technology. Tea in hand, I browsed through some literature on conventional design versus cloud technologies. As you will see, the conventional design required companies to invest heavily in physical assets such as servers and other related hardware components. Now, businesses are getting rid of the hassles of buying and maintaining physical assets or software solution with Cloud technologies.
When it comes to the Cloud, the third-party provider owns the IT systems, and the services are normally shared by multiple clients. The system users are charged on a periodic (monthly or so) basis. One example of such a public cloud is Google for Business. Here are a few important aspects of Cloud design that need to be kept in mind while opting for the Cloud technology.
Identifying the quick wins
Your team needs to carefully scan all applications used in the organization’s landscape to identify the initial targets for Cloud transformation. These are typically applications that can be converted using SAAS (Software as a Service) platform in a short time span without much complexity, for e.g. converting your mailing application to Google email (becoming a SaaS tenant).
Some common candidates for such transformation include mail, CRM, employee databases, time entry systems, and so on. These normally require very little turnaround time and – in most cases – do not even require historical data migration. Typically in giant organizations, introducing Cloud technology through such smaller samples helps curb the negative propaganda against Cloud (pertaining to the possibility of data theft or possible leakage of sensitive information outside the organization).
Possibility of Cloud Governance Issues
Cloud applications are normally available ready-to-use with minimal configuration options. They also require a relatively modest budgetary spend as the usage is commonly charged on a per-user basis, and no fixed costs related to hardware setup are to be borne. But this could potentially lead to risk of local departments in a company implementing cloud technologies using local, discretionary budgets. Organizations need to have effective cloud computing policies to mitigate the effects of ungoverned enterprise cloud applications.
Being in Charge of Your Cloud Project Borders
There is an overabundance in the market of various Cloud applications written by third-party sources, and there is also a huge variance in product quality in these satellite apps. Some of these applications are so easy to use that they can be easily implemented by end users extending the project boundary in an uncontrolled manner. This can also lead to severe data theft-related risks for the customer.
Selecting Project Execution Methodology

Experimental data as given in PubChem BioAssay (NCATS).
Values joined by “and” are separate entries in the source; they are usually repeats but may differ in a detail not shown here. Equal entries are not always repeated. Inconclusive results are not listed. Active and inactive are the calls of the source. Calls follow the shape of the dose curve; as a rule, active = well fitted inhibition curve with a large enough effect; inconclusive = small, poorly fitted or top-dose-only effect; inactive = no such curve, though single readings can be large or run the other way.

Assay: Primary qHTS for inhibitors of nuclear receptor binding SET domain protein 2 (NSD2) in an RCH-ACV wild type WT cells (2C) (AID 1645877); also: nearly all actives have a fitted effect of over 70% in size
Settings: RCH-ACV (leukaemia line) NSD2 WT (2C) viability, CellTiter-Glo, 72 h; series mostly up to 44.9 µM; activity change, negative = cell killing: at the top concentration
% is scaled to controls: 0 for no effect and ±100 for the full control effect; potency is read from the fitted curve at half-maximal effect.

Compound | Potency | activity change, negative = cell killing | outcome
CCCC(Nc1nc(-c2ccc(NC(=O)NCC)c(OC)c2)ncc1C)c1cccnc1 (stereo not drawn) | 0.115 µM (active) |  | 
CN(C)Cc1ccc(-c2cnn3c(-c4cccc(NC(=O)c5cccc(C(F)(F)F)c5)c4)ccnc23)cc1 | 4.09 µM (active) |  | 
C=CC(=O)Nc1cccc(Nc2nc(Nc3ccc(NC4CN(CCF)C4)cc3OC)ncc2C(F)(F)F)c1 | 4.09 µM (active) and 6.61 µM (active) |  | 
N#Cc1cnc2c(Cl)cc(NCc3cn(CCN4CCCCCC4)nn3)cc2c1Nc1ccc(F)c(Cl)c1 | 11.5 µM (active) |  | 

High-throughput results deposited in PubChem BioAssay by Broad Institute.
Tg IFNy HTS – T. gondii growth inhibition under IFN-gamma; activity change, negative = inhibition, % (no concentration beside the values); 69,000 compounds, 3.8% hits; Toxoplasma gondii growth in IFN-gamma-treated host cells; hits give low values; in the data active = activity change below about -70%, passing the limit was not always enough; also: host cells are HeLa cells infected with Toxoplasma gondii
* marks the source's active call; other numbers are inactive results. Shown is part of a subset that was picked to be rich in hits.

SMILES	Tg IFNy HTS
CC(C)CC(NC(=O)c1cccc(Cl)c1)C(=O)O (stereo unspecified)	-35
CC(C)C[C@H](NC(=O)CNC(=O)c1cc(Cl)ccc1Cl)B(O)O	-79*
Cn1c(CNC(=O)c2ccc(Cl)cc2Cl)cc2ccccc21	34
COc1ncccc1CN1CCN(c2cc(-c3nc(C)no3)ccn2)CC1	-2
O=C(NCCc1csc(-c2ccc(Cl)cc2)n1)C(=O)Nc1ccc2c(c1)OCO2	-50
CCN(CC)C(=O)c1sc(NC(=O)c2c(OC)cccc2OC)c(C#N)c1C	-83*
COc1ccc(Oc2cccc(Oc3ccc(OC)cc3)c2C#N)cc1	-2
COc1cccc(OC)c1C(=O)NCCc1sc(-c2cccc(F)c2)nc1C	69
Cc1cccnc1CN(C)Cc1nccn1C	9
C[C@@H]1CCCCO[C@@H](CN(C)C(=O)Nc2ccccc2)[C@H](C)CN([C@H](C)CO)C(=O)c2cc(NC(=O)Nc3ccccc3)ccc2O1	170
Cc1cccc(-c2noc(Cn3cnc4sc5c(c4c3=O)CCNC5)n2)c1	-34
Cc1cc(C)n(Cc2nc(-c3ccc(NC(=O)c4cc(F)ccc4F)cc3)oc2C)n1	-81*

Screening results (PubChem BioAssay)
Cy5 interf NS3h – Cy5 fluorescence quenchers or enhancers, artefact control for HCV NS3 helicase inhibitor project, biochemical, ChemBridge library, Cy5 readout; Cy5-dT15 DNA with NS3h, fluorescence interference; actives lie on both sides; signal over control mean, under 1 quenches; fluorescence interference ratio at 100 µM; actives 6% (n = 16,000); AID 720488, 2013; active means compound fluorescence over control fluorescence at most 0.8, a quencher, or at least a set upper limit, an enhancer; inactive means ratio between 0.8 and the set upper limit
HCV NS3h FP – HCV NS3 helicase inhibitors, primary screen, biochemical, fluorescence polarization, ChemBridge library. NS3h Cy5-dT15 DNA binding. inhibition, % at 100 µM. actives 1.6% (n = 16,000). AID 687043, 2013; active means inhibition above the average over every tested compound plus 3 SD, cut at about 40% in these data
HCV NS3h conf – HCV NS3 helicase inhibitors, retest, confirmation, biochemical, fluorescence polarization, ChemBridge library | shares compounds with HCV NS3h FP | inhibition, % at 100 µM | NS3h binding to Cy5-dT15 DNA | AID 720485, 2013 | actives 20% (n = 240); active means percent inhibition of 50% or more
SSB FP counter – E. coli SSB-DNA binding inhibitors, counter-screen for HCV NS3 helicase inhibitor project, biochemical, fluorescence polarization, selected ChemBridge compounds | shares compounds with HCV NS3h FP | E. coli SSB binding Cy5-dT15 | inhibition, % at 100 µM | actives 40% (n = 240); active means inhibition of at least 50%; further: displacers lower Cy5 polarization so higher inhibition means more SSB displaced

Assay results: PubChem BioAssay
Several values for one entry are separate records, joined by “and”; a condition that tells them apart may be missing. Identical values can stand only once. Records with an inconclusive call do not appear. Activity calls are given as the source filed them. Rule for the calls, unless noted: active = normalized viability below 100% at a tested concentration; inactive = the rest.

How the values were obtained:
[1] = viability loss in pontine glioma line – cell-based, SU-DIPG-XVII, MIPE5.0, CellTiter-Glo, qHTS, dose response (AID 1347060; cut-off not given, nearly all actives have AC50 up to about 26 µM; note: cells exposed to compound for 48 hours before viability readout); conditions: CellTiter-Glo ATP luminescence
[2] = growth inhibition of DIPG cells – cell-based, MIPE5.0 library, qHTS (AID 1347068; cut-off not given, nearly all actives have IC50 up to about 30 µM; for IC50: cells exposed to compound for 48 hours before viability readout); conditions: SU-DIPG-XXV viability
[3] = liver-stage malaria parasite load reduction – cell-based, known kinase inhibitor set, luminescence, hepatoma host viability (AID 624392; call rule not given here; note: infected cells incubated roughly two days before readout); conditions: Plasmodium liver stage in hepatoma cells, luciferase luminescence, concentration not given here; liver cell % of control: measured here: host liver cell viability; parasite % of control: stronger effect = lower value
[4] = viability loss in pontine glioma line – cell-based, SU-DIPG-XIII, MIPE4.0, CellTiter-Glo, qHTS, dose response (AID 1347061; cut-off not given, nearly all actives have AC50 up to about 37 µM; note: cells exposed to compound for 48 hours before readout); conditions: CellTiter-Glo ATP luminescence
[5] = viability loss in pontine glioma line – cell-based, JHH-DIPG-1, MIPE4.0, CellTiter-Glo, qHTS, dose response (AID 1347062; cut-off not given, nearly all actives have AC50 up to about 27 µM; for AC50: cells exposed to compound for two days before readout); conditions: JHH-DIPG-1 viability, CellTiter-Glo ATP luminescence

Project management methodologies such as Prince2 are more suitable for traditional projects that follow the typical waterfall or SDLC models. In such traditional projects, requirement gathering is followed by design, build, test iterations, and so on. However in Cloud, the approach is: First implement and then fine tune it further as you continue using it. This makes traditional methodologies unsuitable for Cloud projects; rather, they are not useful in the current form to effectively track the real progress of Cloud projects and might need lots of fine tuning considering the process flow pattern applicable in the Cloud.
New Quality Issues – As the Cloud application is hosted on external servers that are not in the customer’s network and the application is built and maintained by the service provider, new quality issues can arise, such as those related to network response time quality, provider support service quality, and the overall technical quality of the Cloud Solution (i.e. defect fullproofness of the solution).
Service Level Agreements
In Cloud computing, as the software vendor plays a crucial role in terms of solution and service provider, a division of responsibilities between users and service providers should be done based on well-defined agreements, usually called Service Level Agreements (SLAs).
Every Cloud vendor has an SLA that specifies what the supported functionalities are, the granularities of those functions, the workarounds/fixes available if any functions fail to perform as planned, and how much it all costs. For example, Microsoft has its Azure SLA(s) and Amazon has its EC2 SLA.
Project Managers may not have had much prior experience with this type of agreement. But when they are working in the Cloud space, they need to make themselves completely familiar with the concept of SLA.
All of the above factors are extremely important and should be kept in mind while managing any Cloud project.
What did I miss or didn’t get quite right? Let me know by writing to me at firstname.lastname@example.org.